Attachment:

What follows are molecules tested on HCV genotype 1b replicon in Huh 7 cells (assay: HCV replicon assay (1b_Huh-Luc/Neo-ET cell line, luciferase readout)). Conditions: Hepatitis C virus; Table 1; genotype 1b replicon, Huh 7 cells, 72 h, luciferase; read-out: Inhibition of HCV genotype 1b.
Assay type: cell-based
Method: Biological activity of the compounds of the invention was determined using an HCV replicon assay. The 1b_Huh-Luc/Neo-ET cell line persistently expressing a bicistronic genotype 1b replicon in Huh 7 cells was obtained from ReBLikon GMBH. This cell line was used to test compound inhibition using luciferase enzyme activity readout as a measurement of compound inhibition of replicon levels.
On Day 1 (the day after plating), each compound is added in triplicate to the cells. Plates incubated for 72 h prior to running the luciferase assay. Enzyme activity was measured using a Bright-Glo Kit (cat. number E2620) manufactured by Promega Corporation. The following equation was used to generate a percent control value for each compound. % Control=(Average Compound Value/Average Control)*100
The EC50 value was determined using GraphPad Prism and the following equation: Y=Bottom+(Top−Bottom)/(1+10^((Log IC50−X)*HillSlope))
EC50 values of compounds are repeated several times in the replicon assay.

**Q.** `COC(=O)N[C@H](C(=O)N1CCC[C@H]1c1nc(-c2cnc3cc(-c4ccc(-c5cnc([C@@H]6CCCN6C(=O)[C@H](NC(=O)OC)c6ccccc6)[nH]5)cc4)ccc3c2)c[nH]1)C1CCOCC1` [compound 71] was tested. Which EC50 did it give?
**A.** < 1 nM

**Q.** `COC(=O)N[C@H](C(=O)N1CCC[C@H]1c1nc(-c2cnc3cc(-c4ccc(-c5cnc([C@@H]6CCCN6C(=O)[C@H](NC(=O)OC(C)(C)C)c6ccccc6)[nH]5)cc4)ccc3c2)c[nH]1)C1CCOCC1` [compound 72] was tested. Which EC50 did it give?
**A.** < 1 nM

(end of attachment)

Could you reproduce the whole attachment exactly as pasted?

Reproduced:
What follows are molecules tested on HCV genotype 1b replicon in Huh 7 cells (assay: HCV replicon assay (1b_Huh-Luc/Neo-ET cell line, luciferase readout)). Conditions: Hepatitis C virus; Table 1; genotype 1b replicon, Huh 7 cells, 72 h, luciferase; read-out: Inhibition of HCV genotype 1b.
Assay type: cell-based
Method: Biological activity of the compounds of the invention was determined using an HCV replicon assay. The 1b_Huh-Luc/Neo-ET cell line persistently expressing a bicistronic genotype 1b replicon in Huh 7 cells was obtained from ReBLikon GMBH. This cell line was used to test compound inhibition using luciferase enzyme activity readout as a measurement of compound inhibition of replicon levels.
On Day 1 (the day after plating), each compound is added in triplicate to the cells. Plates incubated for 72 h prior to running the luciferase assay. Enzyme activity was measured using a Bright-Glo Kit (cat. number E2620) manufactured by Promega Corporation. The following equation was used to generate a percent control value for each compound. % Control=(Average Compound Value/Average Control)*100
The EC50 value was determined using GraphPad Prism and the following equation: Y=Bottom+(Top−Bottom)/(1+10^((Log IC50−X)*HillSlope))
EC50 values of compounds are repeated several times in the replicon assay.

**Q.** `COC(=O)N[C@H](C(=O)N1CCC[C@H]1c1nc(-c2cnc3cc(-c4ccc(-c5cnc([C@@H]6CCCN6C(=O)[C@H](NC(=O)OC)c6ccccc6)[nH]5)cc4)ccc3c2)c[nH]1)C1CCOCC1` [compound 71] was tested. Which EC50 did it give?
**A.** < 1 nM

**Q.** `COC(=O)N[C@H](C(=O)N1CCC[C@H]1c1nc(-c2cnc3cc(-c4ccc(-c5cnc([C@@H]6CCCN6C(=O)[C@H](NC(=O)OC(C)(C)C)c6ccccc6)[nH]5)cc4)ccc3c2)c[nH]1)C1CCOCC1` [compound 72] was tested. Which EC50 did it give?
**A.** < 1 nM